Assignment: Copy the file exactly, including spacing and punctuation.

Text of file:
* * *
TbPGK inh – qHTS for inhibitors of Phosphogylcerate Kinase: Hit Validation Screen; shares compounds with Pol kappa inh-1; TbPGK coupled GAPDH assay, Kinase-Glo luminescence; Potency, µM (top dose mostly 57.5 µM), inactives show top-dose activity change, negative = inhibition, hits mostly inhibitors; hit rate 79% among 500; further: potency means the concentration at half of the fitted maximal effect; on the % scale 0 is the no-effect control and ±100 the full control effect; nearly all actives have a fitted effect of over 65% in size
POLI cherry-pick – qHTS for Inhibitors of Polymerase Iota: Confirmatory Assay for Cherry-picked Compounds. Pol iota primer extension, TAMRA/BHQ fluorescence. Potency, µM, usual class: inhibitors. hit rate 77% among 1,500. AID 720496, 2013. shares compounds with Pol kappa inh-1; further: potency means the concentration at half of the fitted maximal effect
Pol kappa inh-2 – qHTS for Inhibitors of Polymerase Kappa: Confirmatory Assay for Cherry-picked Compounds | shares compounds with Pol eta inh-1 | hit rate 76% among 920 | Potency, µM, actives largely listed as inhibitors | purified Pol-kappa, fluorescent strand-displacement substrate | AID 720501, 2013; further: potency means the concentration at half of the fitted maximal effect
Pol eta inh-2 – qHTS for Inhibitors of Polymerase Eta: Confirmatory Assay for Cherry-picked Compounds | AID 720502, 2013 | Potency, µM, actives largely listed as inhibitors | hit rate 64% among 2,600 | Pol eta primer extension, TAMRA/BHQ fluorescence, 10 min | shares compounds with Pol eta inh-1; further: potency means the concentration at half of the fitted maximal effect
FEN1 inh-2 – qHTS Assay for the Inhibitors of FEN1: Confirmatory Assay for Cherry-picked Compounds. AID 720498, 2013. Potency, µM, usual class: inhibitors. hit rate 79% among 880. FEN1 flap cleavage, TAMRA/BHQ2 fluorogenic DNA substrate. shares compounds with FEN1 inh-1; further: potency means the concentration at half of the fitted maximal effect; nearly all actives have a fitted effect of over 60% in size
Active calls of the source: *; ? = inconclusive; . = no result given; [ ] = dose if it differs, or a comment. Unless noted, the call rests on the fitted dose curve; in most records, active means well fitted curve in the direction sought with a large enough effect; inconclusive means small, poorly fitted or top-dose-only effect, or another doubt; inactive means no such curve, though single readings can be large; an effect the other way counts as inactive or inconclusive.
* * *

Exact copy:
TbPGK inh – qHTS for inhibitors of Phosphogylcerate Kinase: Hit Validation Screen; shares compounds with Pol kappa inh-1; TbPGK coupled GAPDH assay, Kinase-Glo luminescence; Potency, µM (top dose mostly 57.5 µM), inactives show top-dose activity change, negative = inhibition, hits mostly inhibitors; hit rate 79% among 500; further: potency means the concentration at half of the fitted maximal effect; on the % scale 0 is the no-effect control and ±100 the full control effect; nearly all actives have a fitted effect of over 65% in size
POLI cherry-pick – qHTS for Inhibitors of Polymerase Iota: Confirmatory Assay for Cherry-picked Compounds. Pol iota primer extension, TAMRA/BHQ fluorescence. Potency, µM, usual class: inhibitors. hit rate 77% among 1,500. AID 720496, 2013. shares compounds with Pol kappa inh-1; further: potency means the concentration at half of the fitted maximal effect
Pol kappa inh-2 – qHTS for Inhibitors of Polymerase Kappa: Confirmatory Assay for Cherry-picked Compounds | shares compounds with Pol eta inh-1 | hit rate 76% among 920 | Potency, µM, actives largely listed as inhibitors | purified Pol-kappa, fluorescent strand-displacement substrate | AID 720501, 2013; further: potency means the concentration at half of the fitted maximal effect
Pol eta inh-2 – qHTS for Inhibitors of Polymerase Eta: Confirmatory Assay for Cherry-picked Compounds | AID 720502, 2013 | Potency, µM, actives largely listed as inhibitors | hit rate 64% among 2,600 | Pol eta primer extension, TAMRA/BHQ fluorescence, 10 min | shares compounds with Pol eta inh-1; further: potency means the concentration at half of the fitted maximal effect
FEN1 inh-2 – qHTS Assay for the Inhibitors of FEN1: Confirmatory Assay for Cherry-picked Compounds. AID 720498, 2013. Potency, µM, usual class: inhibitors. hit rate 79% among 880. FEN1 flap cleavage, TAMRA/BHQ2 fluorogenic DNA substrate. shares compounds with FEN1 inh-1; further: potency means the concentration at half of the fitted maximal effect; nearly all actives have a fitted effect of over 60% in size
Active calls of the source: *; ? = inconclusive; . = no result given; [ ] = dose if it differs, or a comment. Unless noted, the call rests on the fitted dose curve; in most records, active means well fitted curve in the direction sought with a large enough effect; inconclusive means small, poorly fitted or top-dose-only effect, or another doubt; inactive means no such curve, though single readings can be large; an effect the other way counts as inactive or inconclusive.